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  • Colin
    replied
    How would second and third cousin marriages affect the dna?

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  • Frederator
    replied
    Originally posted by thetick View Post
    Yes the ranges are vast estimates. Also any type of inbreeding which was very common in up until recently may make some very distant relatives appear to be much closer due to multiple line contributing to your DNA.

    Also the majority of your ancestors that contributed to your DNA quickly vanish see http://www.genetic-inference.co.uk/b...-share-our-dna
    Concurr. That sounds like a reasonable interpretation.

    Though I have to admit that I'm a little surprised about how often 1st cousin marriages result in extraordinarily large single blocks. I know there's a large element of random chance here, but we're talking about something like a total of 7K Cm total, aren't we?

    The odds of recombination resulting in a single block ~30 Cm should be like 1 in 108,889--if you'd expect a block of about 15Cm and adjust for the possibility that the database's matching protocol can't distinguish between materna/paternal DNA (i.e, 7,000 / 15=467; 467^2/2=108,889; the odds that two ancestral 15 Cm segments realign contiguously and consistently for 2 separate individuals).

    Maybe that's not the right way to look at it. Even though I've heard of this happening plenty and don't doubt for a second that the double-6th cousin attribution is correct, I just am shocked by how often this results in unusually large single blocks.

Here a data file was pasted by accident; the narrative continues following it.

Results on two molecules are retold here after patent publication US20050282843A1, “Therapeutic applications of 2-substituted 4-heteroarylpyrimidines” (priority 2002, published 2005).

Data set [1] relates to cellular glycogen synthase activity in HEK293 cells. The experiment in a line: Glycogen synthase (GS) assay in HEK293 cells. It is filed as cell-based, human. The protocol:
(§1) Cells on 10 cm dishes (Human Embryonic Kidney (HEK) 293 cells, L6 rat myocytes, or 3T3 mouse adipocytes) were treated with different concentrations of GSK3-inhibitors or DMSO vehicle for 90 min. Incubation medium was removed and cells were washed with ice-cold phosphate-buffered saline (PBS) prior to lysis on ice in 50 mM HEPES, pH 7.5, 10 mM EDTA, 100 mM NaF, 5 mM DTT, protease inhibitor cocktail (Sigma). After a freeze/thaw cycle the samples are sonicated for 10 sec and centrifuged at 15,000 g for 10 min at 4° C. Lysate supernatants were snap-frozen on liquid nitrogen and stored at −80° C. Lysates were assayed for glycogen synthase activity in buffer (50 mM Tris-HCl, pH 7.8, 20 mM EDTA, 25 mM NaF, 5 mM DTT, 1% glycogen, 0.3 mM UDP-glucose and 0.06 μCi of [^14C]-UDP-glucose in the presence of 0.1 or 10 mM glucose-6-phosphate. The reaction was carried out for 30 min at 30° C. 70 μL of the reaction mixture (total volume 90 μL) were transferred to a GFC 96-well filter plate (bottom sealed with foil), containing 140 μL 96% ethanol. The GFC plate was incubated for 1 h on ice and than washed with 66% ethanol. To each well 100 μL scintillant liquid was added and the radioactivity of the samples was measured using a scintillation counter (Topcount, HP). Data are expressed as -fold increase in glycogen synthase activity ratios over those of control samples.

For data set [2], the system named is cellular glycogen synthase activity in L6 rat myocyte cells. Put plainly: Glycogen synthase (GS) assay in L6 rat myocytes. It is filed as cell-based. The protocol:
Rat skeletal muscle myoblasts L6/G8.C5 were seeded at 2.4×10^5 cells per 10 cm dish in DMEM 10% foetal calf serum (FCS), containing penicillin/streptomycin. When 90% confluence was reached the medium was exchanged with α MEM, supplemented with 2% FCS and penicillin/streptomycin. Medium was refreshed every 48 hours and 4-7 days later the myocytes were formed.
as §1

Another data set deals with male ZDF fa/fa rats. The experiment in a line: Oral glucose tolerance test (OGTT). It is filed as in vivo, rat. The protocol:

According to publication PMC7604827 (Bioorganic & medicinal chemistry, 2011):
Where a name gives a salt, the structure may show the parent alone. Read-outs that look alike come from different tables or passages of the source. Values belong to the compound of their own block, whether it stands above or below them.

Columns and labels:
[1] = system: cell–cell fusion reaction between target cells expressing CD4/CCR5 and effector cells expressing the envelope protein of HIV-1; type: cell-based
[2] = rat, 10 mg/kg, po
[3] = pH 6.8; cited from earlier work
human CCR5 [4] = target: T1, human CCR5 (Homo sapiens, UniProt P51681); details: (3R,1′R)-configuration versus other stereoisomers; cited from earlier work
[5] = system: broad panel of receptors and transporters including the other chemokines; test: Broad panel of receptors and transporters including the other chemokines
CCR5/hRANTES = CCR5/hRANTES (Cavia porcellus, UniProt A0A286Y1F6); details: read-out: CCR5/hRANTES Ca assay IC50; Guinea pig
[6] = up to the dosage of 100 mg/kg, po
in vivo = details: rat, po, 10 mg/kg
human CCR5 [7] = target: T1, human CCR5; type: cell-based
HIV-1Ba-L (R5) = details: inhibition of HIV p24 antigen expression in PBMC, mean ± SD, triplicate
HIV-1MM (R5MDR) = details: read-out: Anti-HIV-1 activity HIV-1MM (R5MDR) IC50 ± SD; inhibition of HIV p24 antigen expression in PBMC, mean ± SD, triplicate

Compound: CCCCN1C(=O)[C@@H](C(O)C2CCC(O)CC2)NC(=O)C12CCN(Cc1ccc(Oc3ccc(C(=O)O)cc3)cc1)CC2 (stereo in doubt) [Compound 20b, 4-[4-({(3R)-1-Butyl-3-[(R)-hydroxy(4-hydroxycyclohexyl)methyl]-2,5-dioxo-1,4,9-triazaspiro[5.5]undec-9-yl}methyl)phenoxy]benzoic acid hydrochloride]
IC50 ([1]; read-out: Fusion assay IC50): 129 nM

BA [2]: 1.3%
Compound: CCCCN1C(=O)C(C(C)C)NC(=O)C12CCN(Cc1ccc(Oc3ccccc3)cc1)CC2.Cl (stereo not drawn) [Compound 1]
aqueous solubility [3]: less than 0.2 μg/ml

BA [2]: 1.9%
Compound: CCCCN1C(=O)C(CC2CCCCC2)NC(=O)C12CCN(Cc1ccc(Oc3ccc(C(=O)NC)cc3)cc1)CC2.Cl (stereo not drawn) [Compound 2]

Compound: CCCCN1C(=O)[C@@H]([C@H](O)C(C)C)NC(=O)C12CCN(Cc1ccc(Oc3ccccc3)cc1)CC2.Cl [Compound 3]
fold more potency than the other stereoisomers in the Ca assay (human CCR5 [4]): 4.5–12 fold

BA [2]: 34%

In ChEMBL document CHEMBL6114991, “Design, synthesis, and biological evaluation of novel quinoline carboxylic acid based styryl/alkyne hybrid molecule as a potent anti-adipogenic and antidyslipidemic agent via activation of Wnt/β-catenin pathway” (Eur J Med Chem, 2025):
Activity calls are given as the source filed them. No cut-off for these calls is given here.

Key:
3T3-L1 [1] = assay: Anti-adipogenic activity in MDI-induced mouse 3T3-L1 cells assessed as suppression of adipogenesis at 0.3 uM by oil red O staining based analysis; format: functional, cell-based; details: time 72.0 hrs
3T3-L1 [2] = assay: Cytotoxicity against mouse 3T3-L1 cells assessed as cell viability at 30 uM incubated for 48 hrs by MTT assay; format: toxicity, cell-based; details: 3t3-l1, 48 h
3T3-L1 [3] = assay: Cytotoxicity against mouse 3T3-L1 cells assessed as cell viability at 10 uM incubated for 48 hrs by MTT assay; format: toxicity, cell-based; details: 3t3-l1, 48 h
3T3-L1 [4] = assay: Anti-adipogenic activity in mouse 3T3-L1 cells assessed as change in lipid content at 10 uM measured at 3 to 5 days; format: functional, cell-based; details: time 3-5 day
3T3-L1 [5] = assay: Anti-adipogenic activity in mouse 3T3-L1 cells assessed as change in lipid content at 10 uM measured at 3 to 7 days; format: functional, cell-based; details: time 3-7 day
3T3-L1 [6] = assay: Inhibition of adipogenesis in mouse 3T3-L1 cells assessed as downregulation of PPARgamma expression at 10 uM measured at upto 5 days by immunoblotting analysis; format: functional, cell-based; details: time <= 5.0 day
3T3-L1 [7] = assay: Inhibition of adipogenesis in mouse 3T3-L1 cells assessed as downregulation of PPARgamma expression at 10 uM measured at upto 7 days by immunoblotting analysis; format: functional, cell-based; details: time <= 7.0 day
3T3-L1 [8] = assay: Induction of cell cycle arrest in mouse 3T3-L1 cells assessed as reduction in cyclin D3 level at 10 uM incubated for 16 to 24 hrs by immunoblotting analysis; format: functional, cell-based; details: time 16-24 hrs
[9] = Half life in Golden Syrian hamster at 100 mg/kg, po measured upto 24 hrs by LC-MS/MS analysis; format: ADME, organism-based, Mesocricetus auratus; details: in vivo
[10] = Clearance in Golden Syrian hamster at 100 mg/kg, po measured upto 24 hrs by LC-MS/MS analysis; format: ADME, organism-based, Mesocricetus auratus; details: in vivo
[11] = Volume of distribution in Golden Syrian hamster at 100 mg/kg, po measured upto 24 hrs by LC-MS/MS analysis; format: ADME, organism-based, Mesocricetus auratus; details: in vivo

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  • thetick
    replied
    Yes the ranges are vast estimates. Also any type of inbreeding which was very common in up until recently may make some very distant relatives appear to be much closer due to multiple line contributing to your DNA.

    Also the majority of your ancestors that contributed to your DNA quickly vanish see http://www.genetic-inference.co.uk/b...-share-our-dna

    Leave a comment:


  • jhgren
    started a topic MRCA - probabilities

    MRCA - probabilities

    Hello all,

    Last year I had my dad submit a Family Finder test puls a 12 marker Y-DNA test.

    I may have found the connection to one of his matches through FF. If the paper trail is correct, then my dad and him are 7th cousins once removed. Now FTDNA suggests that they are 4th cousins with a range of 3rd to 5th cousins with these values:
    Longest block = 15,75 cM
    Shared cM = 41,04 cM

    Also, a distant relative of of my dad's has also tested her autosomal DNA and we have compared through Gedmatch, and the result is this:
    Longest block = 31,7 cM
    Shared cM > 3 cM = 40,2 cM
    Estimation of MRCA: 4,2 generations
    Through traditional genealogy we know that my dad and this relative are "double" 6th cousins once removed (she has two lines to their MRCA because of a marriage between two 1st cousins).

    So, now I am wondering... The estimations don't seem to fit with what our research show. I realize that estimations are based on statistics and that there can be large individual differences. But what are the chances of results as the ones above? Anything else that I should take into account?

    Thanks for any input,

    Jacob